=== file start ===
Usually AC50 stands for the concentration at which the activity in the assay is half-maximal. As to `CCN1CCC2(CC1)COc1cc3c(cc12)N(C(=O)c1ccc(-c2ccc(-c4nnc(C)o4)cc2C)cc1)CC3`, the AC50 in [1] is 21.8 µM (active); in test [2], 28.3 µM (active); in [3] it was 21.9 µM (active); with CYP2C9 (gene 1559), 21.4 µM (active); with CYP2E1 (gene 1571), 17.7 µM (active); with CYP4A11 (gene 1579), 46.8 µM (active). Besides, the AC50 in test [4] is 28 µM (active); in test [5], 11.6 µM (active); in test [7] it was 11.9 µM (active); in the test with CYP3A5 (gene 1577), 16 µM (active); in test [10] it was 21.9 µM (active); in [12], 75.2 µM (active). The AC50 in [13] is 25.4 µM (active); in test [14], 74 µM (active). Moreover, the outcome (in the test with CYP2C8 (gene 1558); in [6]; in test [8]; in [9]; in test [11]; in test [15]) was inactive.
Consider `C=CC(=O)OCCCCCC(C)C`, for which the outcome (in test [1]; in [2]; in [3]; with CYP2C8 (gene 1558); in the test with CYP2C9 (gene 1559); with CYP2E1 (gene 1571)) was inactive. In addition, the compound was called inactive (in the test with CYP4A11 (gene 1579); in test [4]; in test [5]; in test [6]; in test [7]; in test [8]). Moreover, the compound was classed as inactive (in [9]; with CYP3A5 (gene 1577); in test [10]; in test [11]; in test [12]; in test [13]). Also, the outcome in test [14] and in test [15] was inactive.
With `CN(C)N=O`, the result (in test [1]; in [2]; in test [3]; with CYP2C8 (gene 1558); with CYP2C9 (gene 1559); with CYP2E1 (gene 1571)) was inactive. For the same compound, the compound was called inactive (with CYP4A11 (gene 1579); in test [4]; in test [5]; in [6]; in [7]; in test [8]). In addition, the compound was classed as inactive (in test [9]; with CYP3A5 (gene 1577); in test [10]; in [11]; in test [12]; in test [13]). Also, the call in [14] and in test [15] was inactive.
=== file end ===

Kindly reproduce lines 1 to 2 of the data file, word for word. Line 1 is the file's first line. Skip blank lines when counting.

Usually AC50 stands for the concentration at which the activity in the assay is half-maximal. As to `CCN1CCC2(CC1)COc1cc3c(cc12)N(C(=O)c1ccc(-c2ccc(-c4nnc(C)o4)cc2C)cc1)CC3`, the AC50 in [1] is 21.8 µM (active); in test [2], 28.3 µM (active); in [3] it was 21.9 µM (active); with CYP2C9 (gene 1559), 21.4 µM (active); with CYP2E1 (gene 1571), 17.7 µM (active); with CYP4A11 (gene 1579), 46.8 µM (active). Besides, the AC50 in test [4] is 28 µM (active); in test [5], 11.6 µM (active); in test [7] it was 11.9 µM (active); in the test with CYP3A5 (gene 1577), 16 µM (active); in test [10] it was 21.9 µM (active); in [12], 75.2 µM (active). The AC50 in [13] is 25.4 µM (active); in test [14], 74 µM (active). Moreover, the outcome (in the test with CYP2C8 (gene 1558); in [6]; in test [8]; in [9]; in test [11]; in test [15]) was inactive.
Consider `C=CC(=O)OCCCCCC(C)C`, for which the outcome (in test [1]; in [2]; in [3]; with CYP2C8 (gene 1558); in the test with CYP2C9 (gene 1559); with CYP2E1 (gene 1571)) was inactive. In addition, the compound was called inactive (in the test with CYP4A11 (gene 1579); in test [4]; in test [5]; in test [6]; in test [7]; in test [8]). Moreover, the compound was classed as inactive (in [9]; with CYP3A5 (gene 1577); in test [10]; in test [11]; in test [12]; in test [13]). Also, the outcome in test [14] and in test [15] was inactive.